westchester, because bellevue is very hospitalble to immigrants, there's always someone who speaks their language usually in the waiting room. the origin of this book actually started during that year in costa rica. i had always had this fantasy of writing a novel, and i couldn't imagine writing fiction in the way that i write nonfiction, which is piece meal essays, i really needed that time off, so i had this fantasy of going to live in another country, learn spanish, my children would be immersed in the language in another culture and so we worked out this year in costa rica, it was a wonderful year, that's where i actually took up the cello and started working on this novel. i had a wonderful time, wrote 350 pages, but it turned out when i got back, my editor and i read the 350 pages and they were ok but they weren't great, so we decided to tuck it under the bed with the other novels that are gathering prime new york city dust, but one of the themes in the novels that caught my editor's eyes and my eye was
immigrants. and i had all these characters from different countries, so we decided to go back to non-fiction and focus on immigrants and the different populations that had come to bellevue and i think it's not an accident. there's to me an metaphor between immigration and becoming ill. when people emigrate from the land of the healthy to the land of the sick, it's like emigrating to a new country. there's a new language, new customs, new mores, and often you feel quite dazed and confused, even if you speak a new education, you're in a new world and you need an interpreter, a translator and sometimes that person can be translator and sometimes not and the person who are ill, they often feel like a foreigner in this strange and bizarre culture of medicine. so those parallels have intrigued me and then when i was in costa rica, i had the somewhat unexpected experience of being a patient in costa rica and i wasn't sick, i was just having a baby, but nevertheless, there was a chance to see a little bit of what it's like to be in that vulnerable position
where you don't quite have a good command of the language and things are going on around you in a language that you have to really concentrate on and it gave me quite an appreciation for what my patients must go through. so on a given day in bellevue, there is really every language. i speak english only occasionnally or with an interpreter and i wanted to start with a short reading that is an experience that took place on the inpatient wards. i spend about 80% my time in the outpatient clinic and about 20% of the time on the inpatient wards. one month later, i was back on the inpatient wards. united nations was having some sort of flamboyant celebration. i didn't know what the occasion was, and bellevue hospital was not an official part of it. but because we were only a few blocks down the road from the u.n., we were the recipients of the fallout. the scene in the hospital was not too dissimilar from what i imagined the general assembly of the united nations to look like. envoys from the different nations were clumped into various locations throughout the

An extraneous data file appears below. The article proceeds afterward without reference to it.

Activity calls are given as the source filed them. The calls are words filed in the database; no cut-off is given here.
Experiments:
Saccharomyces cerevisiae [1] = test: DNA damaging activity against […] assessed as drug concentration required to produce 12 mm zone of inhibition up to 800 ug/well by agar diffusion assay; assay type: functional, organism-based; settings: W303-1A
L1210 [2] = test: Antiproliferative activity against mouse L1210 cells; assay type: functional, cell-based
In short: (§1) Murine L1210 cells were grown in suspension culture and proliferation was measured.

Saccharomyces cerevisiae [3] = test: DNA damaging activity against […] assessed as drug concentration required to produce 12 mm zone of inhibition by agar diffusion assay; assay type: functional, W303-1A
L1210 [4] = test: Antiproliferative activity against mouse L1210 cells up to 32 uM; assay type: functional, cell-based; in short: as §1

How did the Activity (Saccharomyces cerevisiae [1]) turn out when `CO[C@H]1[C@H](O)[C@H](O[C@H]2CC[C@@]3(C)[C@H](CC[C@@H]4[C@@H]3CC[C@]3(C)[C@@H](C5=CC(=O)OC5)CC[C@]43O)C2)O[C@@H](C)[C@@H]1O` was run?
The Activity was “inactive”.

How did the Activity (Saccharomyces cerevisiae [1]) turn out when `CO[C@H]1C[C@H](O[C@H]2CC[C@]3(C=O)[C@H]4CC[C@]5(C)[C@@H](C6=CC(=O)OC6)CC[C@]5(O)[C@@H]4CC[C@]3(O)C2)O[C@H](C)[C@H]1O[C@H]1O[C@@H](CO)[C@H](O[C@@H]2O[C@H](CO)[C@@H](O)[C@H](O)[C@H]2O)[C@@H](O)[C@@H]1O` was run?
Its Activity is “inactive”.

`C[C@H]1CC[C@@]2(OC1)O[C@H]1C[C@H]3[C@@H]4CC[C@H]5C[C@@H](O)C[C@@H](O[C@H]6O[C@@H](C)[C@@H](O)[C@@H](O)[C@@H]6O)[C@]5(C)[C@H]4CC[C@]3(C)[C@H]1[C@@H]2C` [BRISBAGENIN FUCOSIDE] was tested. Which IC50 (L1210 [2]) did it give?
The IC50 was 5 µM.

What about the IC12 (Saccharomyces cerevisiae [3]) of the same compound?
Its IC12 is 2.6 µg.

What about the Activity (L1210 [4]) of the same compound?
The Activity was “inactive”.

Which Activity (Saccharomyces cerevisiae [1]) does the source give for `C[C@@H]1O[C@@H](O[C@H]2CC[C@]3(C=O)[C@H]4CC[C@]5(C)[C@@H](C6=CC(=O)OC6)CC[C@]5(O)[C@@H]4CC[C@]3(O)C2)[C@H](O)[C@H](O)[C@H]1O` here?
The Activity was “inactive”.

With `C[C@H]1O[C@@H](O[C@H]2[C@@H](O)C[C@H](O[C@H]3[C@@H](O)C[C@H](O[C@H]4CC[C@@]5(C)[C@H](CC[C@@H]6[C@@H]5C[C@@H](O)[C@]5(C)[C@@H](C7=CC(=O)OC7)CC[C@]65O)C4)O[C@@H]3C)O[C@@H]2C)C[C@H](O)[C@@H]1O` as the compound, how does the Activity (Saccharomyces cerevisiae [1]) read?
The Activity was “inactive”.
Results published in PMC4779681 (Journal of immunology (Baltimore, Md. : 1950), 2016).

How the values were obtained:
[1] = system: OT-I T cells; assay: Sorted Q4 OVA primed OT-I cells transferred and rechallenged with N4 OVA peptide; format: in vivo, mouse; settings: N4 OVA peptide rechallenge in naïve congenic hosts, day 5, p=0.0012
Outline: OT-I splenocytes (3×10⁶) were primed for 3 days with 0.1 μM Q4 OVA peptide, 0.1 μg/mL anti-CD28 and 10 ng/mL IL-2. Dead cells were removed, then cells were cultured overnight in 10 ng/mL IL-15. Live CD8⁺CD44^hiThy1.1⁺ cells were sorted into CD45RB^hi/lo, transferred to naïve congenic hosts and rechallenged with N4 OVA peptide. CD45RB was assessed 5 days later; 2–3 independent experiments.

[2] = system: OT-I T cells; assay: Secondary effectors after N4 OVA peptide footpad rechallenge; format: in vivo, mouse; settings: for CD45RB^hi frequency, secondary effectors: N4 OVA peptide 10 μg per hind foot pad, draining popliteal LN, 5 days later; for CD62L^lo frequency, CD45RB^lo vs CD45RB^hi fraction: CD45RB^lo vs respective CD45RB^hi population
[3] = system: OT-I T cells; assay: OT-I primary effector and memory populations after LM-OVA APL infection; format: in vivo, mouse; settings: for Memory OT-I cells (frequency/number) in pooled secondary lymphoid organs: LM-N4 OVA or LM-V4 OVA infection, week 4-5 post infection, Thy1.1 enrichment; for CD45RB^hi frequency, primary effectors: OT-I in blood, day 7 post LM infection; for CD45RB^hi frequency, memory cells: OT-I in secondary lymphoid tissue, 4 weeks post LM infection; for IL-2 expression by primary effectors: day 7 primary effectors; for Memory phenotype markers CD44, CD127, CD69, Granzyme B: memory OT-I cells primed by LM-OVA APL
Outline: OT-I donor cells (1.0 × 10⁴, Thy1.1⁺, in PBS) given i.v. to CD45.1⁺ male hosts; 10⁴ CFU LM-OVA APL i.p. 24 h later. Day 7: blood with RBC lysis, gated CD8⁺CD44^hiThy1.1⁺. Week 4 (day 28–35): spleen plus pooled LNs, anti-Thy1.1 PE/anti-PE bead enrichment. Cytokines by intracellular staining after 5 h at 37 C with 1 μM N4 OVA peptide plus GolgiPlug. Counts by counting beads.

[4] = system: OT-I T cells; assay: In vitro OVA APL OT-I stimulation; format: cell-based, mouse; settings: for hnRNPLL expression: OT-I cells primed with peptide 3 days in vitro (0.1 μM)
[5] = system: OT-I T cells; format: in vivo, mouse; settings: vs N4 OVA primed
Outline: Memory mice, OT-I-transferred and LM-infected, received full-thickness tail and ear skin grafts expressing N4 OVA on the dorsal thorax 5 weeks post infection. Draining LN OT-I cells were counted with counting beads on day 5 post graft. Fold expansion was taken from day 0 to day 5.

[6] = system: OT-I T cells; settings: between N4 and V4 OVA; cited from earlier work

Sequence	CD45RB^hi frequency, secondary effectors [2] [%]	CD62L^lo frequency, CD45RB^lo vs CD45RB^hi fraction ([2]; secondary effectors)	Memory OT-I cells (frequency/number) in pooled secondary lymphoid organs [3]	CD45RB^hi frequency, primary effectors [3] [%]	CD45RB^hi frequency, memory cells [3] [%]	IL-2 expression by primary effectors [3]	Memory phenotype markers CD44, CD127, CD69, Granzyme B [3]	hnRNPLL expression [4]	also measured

e.r. identifiable by distinctive dress and accents. there was the begun nayan diplomat with acute enteris. there waenteris. a swiss non-governmental working had tripped off the curb. his group wore sleek double breasted suits and spoke in whispers, the histoniaans were louder. a malaysian driver with an asthma attack sat over in the asthma corner. 15 of his compatriots huddled over the nebulizer. we were assigned a 26-year-old tibetan worker brought in against his word. he had recently emigrated to the united states. he didn't speak a stitch of english, but he quickly had been